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#Allergy and Immunology #Infectious Diseases #Internal Medicine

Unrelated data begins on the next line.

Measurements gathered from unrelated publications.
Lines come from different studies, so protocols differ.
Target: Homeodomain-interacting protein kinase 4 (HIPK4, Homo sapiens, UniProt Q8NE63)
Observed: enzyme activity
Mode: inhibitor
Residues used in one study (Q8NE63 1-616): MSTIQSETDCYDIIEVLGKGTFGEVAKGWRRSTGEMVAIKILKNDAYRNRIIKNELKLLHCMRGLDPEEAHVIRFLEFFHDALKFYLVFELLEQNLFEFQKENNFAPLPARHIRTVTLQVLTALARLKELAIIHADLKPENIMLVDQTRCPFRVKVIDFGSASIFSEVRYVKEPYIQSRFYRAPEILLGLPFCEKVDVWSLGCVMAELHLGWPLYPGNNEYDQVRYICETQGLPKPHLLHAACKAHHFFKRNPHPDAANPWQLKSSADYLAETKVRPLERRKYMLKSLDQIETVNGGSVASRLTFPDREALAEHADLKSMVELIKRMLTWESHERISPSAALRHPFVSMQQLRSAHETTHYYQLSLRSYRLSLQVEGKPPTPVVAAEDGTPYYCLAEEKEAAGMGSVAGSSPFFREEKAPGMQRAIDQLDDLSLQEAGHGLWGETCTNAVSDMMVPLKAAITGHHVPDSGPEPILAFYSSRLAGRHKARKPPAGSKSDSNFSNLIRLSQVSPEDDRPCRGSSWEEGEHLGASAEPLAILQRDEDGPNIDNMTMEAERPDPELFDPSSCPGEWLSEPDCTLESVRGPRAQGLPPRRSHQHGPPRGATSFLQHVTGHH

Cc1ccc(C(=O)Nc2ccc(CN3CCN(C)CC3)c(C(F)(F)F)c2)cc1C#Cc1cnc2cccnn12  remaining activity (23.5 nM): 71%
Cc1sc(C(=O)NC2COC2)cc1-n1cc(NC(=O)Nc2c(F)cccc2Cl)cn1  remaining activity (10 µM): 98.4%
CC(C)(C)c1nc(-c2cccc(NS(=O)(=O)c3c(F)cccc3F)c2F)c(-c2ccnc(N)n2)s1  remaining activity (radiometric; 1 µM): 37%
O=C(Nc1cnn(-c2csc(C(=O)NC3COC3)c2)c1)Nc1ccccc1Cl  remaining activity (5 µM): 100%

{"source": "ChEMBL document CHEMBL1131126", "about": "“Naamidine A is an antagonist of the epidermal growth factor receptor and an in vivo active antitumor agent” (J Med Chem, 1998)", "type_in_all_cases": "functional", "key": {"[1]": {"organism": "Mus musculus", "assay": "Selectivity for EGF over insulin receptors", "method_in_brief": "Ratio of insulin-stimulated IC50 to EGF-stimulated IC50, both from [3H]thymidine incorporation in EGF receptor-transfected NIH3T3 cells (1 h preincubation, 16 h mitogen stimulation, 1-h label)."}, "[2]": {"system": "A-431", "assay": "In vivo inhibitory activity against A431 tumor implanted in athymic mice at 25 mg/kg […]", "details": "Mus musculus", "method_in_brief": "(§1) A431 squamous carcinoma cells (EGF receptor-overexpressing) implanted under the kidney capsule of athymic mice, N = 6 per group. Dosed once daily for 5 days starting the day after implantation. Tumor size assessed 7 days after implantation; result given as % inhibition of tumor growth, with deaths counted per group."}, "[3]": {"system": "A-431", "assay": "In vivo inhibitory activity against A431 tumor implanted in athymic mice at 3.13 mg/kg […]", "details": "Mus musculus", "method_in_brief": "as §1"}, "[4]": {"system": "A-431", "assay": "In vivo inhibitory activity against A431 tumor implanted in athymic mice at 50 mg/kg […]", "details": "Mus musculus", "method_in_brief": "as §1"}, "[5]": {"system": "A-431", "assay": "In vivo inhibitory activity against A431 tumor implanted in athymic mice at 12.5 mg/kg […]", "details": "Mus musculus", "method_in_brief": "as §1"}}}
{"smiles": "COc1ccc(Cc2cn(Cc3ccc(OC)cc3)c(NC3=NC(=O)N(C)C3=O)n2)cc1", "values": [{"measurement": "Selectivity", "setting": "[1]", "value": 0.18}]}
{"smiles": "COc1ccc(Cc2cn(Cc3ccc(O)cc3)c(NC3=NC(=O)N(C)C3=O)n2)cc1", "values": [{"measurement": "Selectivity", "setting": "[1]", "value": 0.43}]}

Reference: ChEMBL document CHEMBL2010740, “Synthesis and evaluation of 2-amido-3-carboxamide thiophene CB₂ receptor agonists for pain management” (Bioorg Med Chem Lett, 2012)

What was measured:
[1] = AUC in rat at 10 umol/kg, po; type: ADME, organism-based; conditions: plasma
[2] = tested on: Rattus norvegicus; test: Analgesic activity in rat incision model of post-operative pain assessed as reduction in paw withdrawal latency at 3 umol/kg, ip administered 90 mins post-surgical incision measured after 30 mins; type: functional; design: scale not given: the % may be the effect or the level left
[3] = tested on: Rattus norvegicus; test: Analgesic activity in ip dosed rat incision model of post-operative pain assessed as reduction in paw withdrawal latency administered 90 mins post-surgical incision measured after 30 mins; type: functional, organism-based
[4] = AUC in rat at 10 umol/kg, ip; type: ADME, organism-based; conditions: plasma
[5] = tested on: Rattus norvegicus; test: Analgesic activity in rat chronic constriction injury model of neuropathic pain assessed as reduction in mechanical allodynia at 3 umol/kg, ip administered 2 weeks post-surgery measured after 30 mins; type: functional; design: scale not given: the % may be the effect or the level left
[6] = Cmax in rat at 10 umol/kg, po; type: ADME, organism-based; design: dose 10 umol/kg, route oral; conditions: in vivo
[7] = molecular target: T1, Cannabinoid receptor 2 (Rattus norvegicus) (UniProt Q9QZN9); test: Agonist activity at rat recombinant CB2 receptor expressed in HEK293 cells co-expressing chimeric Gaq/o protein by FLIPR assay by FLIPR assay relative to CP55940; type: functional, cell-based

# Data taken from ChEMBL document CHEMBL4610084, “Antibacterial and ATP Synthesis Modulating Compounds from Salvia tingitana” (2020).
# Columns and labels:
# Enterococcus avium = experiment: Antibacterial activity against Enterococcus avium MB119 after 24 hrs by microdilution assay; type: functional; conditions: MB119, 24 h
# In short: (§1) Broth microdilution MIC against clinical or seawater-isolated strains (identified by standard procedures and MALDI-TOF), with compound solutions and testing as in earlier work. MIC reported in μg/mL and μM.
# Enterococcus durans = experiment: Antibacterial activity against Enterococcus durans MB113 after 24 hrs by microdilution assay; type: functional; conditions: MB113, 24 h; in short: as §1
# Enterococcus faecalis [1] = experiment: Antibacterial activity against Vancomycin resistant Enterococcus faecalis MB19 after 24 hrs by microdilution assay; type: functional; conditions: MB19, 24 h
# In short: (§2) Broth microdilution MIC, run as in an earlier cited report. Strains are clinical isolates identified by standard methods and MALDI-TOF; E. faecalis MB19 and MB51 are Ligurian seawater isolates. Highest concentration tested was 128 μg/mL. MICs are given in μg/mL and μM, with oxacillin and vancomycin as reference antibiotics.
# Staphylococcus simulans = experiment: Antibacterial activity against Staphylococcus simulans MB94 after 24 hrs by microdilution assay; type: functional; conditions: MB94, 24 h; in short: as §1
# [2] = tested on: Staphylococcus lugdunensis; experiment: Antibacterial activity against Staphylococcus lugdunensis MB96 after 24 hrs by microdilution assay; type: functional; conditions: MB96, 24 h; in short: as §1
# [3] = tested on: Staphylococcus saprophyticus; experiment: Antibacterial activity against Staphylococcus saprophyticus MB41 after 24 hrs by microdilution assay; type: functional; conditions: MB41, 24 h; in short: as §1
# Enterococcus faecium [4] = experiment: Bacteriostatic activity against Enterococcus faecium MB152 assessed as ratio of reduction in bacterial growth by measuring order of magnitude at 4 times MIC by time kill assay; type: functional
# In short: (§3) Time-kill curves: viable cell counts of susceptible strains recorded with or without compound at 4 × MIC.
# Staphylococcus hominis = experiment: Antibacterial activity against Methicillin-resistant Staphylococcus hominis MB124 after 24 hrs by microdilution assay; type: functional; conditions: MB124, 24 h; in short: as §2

Respiratory syncytial virus (RSV) causes about 33 million episodes of lower respiratory illness (LRIs) and up to 118,200 deaths annually. The goal of a new study published in Open Forum Infectious Diseases was to evaluate LIDcp∆M2-2, a version of LID∆M2-2 (a candidate vaccine with M2-2 deletion), that was further attenuated by an additional set of 5 well-characterized attenuating mutations derived from cold-passaged (cp) RSV [12, 13] in RSV-seronegative children aged 6–24 months. Here, RSV-seronegative children, aged 6-24 months, received either a single intranasal dose of 105 plaque-forming units (PFU) of LIDcpΔM2-2 or a placebo. RSV serum antibodies, vaccine infectivity, and reactogenicity were assessed. The results showed that 36% vaccinees shed vaccine virus with median peak titers of 1.6 log10 PFU/mL by quantitative culture and 4.5 log10copies/mL by polymerase chain reaction; meanwhile, 45% had ≥4-fold rise in serum-neutralizing antibodies. However, respiratory symptoms or fever were common in vaccinees (64%) and in placebo recipients (6/6, 100%). From the findings, it was concluded that RSV LIDcpΔM2-2 is overattenuated.